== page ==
• Marsh (1864)

• Planet stewardship vs. resource consumption  

• Muir (1908)  

• National parks (Yosemite)  

• Sierra Club  

• Arrhenius  

• Climate change caused by industry  

Early 20th Century  

Lacey Act of 1900:  

• Response to birds killed for fashion  

• Early wildlife protection  

National Wildlife Refuges  

• Theodore Roosevelt 1904  

For many scientists and policymakers:  

Nature conservation → resource depot for human use  

Science and Ecology  

Ecology focuses on relationships and connections within:  

• Organisms  

• Plant community like a complex living organism  

• Organisms and environments  

• Transfer of energy: food web, food pyramids and trophic levels ‘ • Ecosystems  

• Unpredictability and uncertainty ???? nature is not a machine  

Key terms  

Organism 

• An individual animal, plant, or single-celled life form  

Environment 

• All the living and nonliving external conditions that affect and interact with  organisms, populations, or other living systems

Ecosystem 

• A system of living organisms interacting with each other and their physical  environment  

The Beginnings of the Environmental Movement  

1960s and 1970s  

Rachel Carson’s book “Silent Spring” 1962:  

• Reported the destructive effects of pesticides on the environment  ➔ DDT banned in 1972!  

“The Population Bomb”, 1968 by Paul Ehrlich  

• Exponential human growth causes environmental impacts  

“Small is Beautiful”, 1973 by E.F. Schumacher  

• Perpetual economic growth is not sustainable  

First Earth Day: 1970  

20 million participants nationwide  

???? Rachel Carson’s & others’ activism  

???? environmental accidents e.g. 1969 fire on the Cuyahoga River (Ohio)  Arab Oil Embargo, 1970  

First “Energy Crisis”  

Love Canal, 1978

Community near the Niagara Falls on a former waste site of a chemical company  

• Lots of miscarriage, birth defects, childhood cancer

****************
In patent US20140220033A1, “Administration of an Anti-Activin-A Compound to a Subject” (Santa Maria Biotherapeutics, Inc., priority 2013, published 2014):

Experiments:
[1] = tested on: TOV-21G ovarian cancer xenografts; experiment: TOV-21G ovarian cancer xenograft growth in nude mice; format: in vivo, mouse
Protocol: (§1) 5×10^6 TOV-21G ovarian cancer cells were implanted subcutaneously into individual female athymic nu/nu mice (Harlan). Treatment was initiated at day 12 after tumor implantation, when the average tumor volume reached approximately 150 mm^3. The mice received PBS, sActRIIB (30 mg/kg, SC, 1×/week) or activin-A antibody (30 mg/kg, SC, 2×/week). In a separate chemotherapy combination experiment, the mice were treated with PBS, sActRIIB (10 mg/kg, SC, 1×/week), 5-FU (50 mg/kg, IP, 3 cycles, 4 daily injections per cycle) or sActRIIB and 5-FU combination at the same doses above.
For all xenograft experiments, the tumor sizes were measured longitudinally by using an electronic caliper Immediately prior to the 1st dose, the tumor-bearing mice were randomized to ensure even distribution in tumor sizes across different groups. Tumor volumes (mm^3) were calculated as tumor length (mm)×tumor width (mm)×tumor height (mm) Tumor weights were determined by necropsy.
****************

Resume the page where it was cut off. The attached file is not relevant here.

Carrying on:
• Superfund, 1980  

Key term  

Superfund 

• A US federal government program designed to fund the cleanup of toxic wastes  Environmental Justice  

United Farm Workers organized, 1962  

• Protection against pesticide exposure for farm workers

• Cesar Chavez, Dolores Huerta  

1982: PCB landfill proposed in Warrant County, North Carolina  

• African American neighborhood (minority)  

• Protests and marches  

• Raised awareness  

• Environmental Racism  

• Waste sites located in minority communities in most cities in the U.S. U.S. Legislation in the 1970s  

• 1970  

• Clean air act  

• National environment al policy act (NEPA)

• 1973  

• Endangered Species Act  

• 1975

• Energy Policy and Conservation Act

• 1977

• Clean water act  

+ multiple water, energy and pesticide (DDT) regulations  

Environmental Ethics (The Value of Things)  

• Intrinsic value

• A thing has value in itself  

• Instrumental value  

• A thing is valuable insofar as its benefits humans  

Expanding to a Global Scale  

1972

• Blue marble  

• UN Conference on the Human Environment, Stockholm, Sweden  • “think globally, act locally”

• UN Environment Programme (UNEP) established:  

Importance of triple bottom line

1978, Montreal Protocol

• Global response to thinning of ozone layer  

• Phased out production of CFCs

1988, IPCC (Intergovernmental Panel on Climate Change)  

• Peer-reviewed research & publication the past/present future climatic state  Recent U.N. Major Conferences  

• 1992  

• Earth summit Environment and Development  

• Agenda 21 adopted → healthy economy and environment  

• Un Convention on Biological Diversity adopted  

• UN Framework Convention on Climate Change adopted → Kyoto Protocol  • 2001

• Earth summit

• Millennium Development Goals adopted  

• 2012

• Sustainable Development Goals adopted in 2015  

Modern Trends  

• Bioregionalism  

• Closed loop processes  

➔ Cradle to cradle  

• Green building  

• Sustainability in education  

• Measurement  

➔ Ecological footprint  

➔ Life cycle assessment  

Chapter 3- The Biosphere (The Planet We Live In)  

Matter  

• Anything that occupies space and has mass  

• Examples: solid, liquid, or gas  

• Energy flows through; matter is recycled  

What makes matter move  

• Energy: the capacity to do work  

• Potential energy: stored energy that can be released